Experience the thrill of driving every month with evo magazine, devoted exclusively to the greatest performance cars in the world. If you're passionate about performance cars then evo is your ultimate monthly read.
Mazda 3 review - talented family hatch, but lacks sparkle
Is the Mazda3 finally up to comparison with the big boys in the sector, the Volkswagen Golf and Ford Focus? Undoubtedly. Does it knock them from their perches? Not quite. The Mazda is stylish looking, generously appointed, safe and decent enough to drive.
However, while its 2.2-litre diesel engine is outstanding in most regards, it's the only powerplant of note in the line-up, which limits the Mazda3's appeal, and hence its sales potential. It's a considerably better car than its predecessor and more compelling than many cars in the C-segment, but not really a class-leader when taken as a whole. And it's missing sparkle from the line-up too.
To avail of Mazda's excellent head-up display you'll need to upgrade to the Sport Nav specification, which costs from £21,945 for the petrol model or £23,145 in 1.5-litre, diesel automatic trim. Upgrade to the 2.2-litre diesel - arguably the best option in the entire range - and you'll pay £22,795 (with a manual gearbox) making for a munificently equipped car that looks great, is big on tech, drives well and returns decent economy.
Although the 1.5-litre diesel engine has the potential to prove most popular in the Mazda3, the technology behind the 2.2-litre SkyActiv-D turbodiesel is worth a mention. In a bid to reduce consumption Mazda's engineers investigated reducing the compression ratio of this engine and, at 14:1, it's claimed to be the lowest in the world for such a unit. Mazda has had to come up with some clever valve timing and injection strategies to enhance performance (not to mention the presence of two turbochargers), but the reduced cylinder pressures have enabled weight reduction and cost savings elsewhere in the engine.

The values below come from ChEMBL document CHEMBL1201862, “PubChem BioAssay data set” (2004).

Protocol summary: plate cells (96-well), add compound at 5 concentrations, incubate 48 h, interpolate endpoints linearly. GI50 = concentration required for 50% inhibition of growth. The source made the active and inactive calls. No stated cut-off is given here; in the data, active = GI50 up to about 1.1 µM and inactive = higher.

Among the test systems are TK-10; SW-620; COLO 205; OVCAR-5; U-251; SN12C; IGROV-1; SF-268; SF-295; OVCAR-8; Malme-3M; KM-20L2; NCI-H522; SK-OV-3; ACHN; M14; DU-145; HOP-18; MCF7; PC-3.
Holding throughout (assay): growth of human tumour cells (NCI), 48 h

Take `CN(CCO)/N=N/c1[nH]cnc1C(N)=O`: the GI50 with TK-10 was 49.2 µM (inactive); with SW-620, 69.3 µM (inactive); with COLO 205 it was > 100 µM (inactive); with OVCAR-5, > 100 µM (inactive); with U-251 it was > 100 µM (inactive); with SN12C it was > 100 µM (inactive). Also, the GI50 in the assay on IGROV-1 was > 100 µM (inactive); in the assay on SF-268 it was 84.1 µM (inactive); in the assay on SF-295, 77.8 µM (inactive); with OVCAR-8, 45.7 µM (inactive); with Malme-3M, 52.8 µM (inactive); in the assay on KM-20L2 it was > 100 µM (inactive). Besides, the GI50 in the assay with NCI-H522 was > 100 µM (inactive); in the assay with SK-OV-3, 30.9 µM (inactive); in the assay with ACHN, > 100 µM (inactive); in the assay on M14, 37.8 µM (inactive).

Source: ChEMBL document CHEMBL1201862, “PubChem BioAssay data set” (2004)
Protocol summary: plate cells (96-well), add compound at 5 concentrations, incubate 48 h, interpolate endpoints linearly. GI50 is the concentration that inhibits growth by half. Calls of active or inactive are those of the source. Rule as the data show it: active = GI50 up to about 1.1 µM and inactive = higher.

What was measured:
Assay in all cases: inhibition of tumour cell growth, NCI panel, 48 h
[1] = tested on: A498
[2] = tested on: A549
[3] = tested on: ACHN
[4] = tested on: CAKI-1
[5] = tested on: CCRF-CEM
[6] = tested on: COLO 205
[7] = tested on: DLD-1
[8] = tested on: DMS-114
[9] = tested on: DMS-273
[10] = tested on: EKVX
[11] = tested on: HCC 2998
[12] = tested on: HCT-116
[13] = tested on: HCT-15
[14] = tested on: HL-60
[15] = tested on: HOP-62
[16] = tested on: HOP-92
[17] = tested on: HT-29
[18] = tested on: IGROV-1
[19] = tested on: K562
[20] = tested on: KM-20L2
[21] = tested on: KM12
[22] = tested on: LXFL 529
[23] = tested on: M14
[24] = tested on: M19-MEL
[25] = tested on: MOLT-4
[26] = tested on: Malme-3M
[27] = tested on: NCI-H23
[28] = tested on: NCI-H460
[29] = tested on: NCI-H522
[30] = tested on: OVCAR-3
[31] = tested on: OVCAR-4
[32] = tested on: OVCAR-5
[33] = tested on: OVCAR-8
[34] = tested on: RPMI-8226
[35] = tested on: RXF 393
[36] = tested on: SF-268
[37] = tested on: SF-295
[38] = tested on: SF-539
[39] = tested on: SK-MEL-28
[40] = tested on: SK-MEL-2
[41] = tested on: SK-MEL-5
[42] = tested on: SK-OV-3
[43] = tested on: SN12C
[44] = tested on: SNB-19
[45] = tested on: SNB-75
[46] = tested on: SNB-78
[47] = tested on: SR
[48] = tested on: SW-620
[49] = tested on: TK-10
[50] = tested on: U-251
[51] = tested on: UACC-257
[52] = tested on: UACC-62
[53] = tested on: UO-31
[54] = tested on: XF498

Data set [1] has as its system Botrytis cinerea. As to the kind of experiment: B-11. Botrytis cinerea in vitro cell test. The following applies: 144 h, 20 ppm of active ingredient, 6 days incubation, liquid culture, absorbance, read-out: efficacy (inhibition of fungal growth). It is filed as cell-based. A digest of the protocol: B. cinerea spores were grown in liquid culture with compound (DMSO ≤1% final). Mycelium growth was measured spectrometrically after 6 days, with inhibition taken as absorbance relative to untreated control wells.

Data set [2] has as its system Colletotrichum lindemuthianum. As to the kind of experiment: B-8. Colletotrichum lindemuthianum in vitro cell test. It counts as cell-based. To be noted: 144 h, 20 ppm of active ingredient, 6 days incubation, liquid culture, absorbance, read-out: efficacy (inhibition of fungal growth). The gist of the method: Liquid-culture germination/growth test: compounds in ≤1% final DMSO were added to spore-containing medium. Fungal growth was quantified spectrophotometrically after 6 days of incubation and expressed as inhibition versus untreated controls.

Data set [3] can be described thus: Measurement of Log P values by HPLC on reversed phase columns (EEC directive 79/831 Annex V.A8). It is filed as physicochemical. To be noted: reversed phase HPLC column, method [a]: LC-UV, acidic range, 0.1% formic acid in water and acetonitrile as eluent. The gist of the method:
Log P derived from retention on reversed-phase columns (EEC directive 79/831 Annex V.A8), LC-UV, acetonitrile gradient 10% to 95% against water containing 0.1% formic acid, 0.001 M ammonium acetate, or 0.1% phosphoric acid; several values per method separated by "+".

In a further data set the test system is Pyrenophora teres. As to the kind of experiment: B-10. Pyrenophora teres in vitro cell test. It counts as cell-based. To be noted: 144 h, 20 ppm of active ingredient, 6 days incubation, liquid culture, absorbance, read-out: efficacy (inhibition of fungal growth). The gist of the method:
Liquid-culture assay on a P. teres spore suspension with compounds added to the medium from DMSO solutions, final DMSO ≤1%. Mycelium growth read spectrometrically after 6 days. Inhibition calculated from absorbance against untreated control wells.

It puts out 148bhp at 4500rpm and 280lb ft of torque at 1800rpm, yet emits just 107g/km and returns 68.9mpg when paired with a manual gearbox. It's a satisfying engine to drive too, relishing revs in a most un-diesel-like fashion. And in spite of its capacity, pricing compares well to much smaller-engined rivals.
From an evo perspective, it'd be awfully tempting to opt for a 2-litre petrol model and take it straight to Mazda tuning specialists BBR. The Brackley-based tuner can lift output to either 169bhp or 185bhp for a relatively modest amount.
Performance and 0-60 time > The Mazda3's performance is, at best, warm - 0-62mph comes in 8.1sec in fastest 2-litre petrol or 2.2-litre diesel guise. Click here to read more about the Mazda 3's performance.
Engine and gearbox > Mazda's decision to feed its engines air of atmospheric pressure make them revvy, but mid-range grunt is lacking. A six-speed manual or six-speed auto are available. Click here to read more about the Mazda 3's engine and gearbox.
Ride and handling > While not quite on par with the Ford Focus, the 3 flaunts excellent body control and on/off throttle-adjustability. Click here to read more about the Mazda 3's ride and handling.
MPG and running costs > Even without the efficiency boosting technology of a turbocharger, Mazda's 3 can produce a respectable 72.4mpg (claimed) in its most eco-spec. Click here to read more about the Mazda 3's MPG and running costs.
Prices, specs and rivals > Starting at £17,095, the Mazda3 represents a lot of bang for your buck. Prices only push above £20k for top models. Click here to read more about the Mazda 3's prices, specs and rivals.
Interior and tech > Above average interior room and a much improved dash, the Mazda3's cabin is a pleasant space to spend time. Click here to read more about the Mazda 3's interior and tech.
Design > On 18-inch wheels and in Fastback guise, the Mazda3 looks its trendiest. Even in basic hatch form, the design is unique in its class. Click here to read more about the Mazda 3's design.